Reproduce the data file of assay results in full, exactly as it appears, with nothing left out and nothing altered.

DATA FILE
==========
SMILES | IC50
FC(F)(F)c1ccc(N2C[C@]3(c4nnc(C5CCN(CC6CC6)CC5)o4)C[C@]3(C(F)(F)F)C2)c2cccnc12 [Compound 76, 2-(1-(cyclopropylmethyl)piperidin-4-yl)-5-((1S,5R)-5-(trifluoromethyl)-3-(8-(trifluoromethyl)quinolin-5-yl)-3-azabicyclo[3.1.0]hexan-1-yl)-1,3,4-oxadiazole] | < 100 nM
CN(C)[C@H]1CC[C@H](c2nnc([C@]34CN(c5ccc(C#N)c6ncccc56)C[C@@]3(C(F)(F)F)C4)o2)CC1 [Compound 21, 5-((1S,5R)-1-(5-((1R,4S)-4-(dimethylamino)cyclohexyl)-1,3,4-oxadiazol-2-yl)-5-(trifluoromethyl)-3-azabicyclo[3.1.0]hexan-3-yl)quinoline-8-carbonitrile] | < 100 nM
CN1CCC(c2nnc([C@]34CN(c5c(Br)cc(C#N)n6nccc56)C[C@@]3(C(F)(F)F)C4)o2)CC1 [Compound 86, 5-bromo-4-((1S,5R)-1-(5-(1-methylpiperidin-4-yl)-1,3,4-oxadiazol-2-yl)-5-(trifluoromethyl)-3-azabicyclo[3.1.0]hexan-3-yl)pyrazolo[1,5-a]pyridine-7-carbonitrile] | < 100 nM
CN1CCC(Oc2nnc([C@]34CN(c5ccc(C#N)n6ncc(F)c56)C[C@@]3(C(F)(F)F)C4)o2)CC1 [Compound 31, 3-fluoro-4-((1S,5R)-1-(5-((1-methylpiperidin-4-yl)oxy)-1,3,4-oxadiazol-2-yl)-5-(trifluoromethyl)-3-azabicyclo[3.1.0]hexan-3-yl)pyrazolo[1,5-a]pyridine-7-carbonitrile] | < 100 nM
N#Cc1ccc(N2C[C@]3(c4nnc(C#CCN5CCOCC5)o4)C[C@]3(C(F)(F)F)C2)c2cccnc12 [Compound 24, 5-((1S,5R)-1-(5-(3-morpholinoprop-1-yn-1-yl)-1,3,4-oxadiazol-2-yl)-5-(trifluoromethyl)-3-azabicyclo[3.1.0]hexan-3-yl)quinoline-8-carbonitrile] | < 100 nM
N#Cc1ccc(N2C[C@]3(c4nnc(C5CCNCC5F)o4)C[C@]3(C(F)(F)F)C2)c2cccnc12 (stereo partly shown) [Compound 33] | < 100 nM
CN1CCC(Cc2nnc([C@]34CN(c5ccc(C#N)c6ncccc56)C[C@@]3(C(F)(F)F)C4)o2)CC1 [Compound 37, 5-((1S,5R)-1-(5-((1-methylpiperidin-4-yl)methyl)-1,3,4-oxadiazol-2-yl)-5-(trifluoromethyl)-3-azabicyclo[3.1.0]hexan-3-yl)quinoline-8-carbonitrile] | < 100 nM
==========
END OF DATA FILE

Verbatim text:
SMILES | IC50
FC(F)(F)c1ccc(N2C[C@]3(c4nnc(C5CCN(CC6CC6)CC5)o4)C[C@]3(C(F)(F)F)C2)c2cccnc12 [Compound 76, 2-(1-(cyclopropylmethyl)piperidin-4-yl)-5-((1S,5R)-5-(trifluoromethyl)-3-(8-(trifluoromethyl)quinolin-5-yl)-3-azabicyclo[3.1.0]hexan-1-yl)-1,3,4-oxadiazole] | < 100 nM
CN(C)[C@H]1CC[C@H](c2nnc([C@]34CN(c5ccc(C#N)c6ncccc56)C[C@@]3(C(F)(F)F)C4)o2)CC1 [Compound 21, 5-((1S,5R)-1-(5-((1R,4S)-4-(dimethylamino)cyclohexyl)-1,3,4-oxadiazol-2-yl)-5-(trifluoromethyl)-3-azabicyclo[3.1.0]hexan-3-yl)quinoline-8-carbonitrile] | < 100 nM
CN1CCC(c2nnc([C@]34CN(c5c(Br)cc(C#N)n6nccc56)C[C@@]3(C(F)(F)F)C4)o2)CC1 [Compound 86, 5-bromo-4-((1S,5R)-1-(5-(1-methylpiperidin-4-yl)-1,3,4-oxadiazol-2-yl)-5-(trifluoromethyl)-3-azabicyclo[3.1.0]hexan-3-yl)pyrazolo[1,5-a]pyridine-7-carbonitrile] | < 100 nM
CN1CCC(Oc2nnc([C@]34CN(c5ccc(C#N)n6ncc(F)c56)C[C@@]3(C(F)(F)F)C4)o2)CC1 [Compound 31, 3-fluoro-4-((1S,5R)-1-(5-((1-methylpiperidin-4-yl)oxy)-1,3,4-oxadiazol-2-yl)-5-(trifluoromethyl)-3-azabicyclo[3.1.0]hexan-3-yl)pyrazolo[1,5-a]pyridine-7-carbonitrile] | < 100 nM
N#Cc1ccc(N2C[C@]3(c4nnc(C#CCN5CCOCC5)o4)C[C@]3(C(F)(F)F)C2)c2cccnc12 [Compound 24, 5-((1S,5R)-1-(5-(3-morpholinoprop-1-yn-1-yl)-1,3,4-oxadiazol-2-yl)-5-(trifluoromethyl)-3-azabicyclo[3.1.0]hexan-3-yl)quinoline-8-carbonitrile] | < 100 nM
N#Cc1ccc(N2C[C@]3(c4nnc(C5CCNCC5F)o4)C[C@]3(C(F)(F)F)C2)c2cccnc12 (stereo partly shown) [Compound 33] | < 100 nM
CN1CCC(Cc2nnc([C@]34CN(c5ccc(C#N)c6ncccc56)C[C@@]3(C(F)(F)F)C4)o2)CC1 [Compound 37, 5-((1S,5R)-1-(5-((1-methylpiperidin-4-yl)methyl)-1,3,4-oxadiazol-2-yl)-5-(trifluoromethyl)-3-azabicyclo[3.1.0]hexan-3-yl)quinoline-8-carbonitrile] | < 100 nM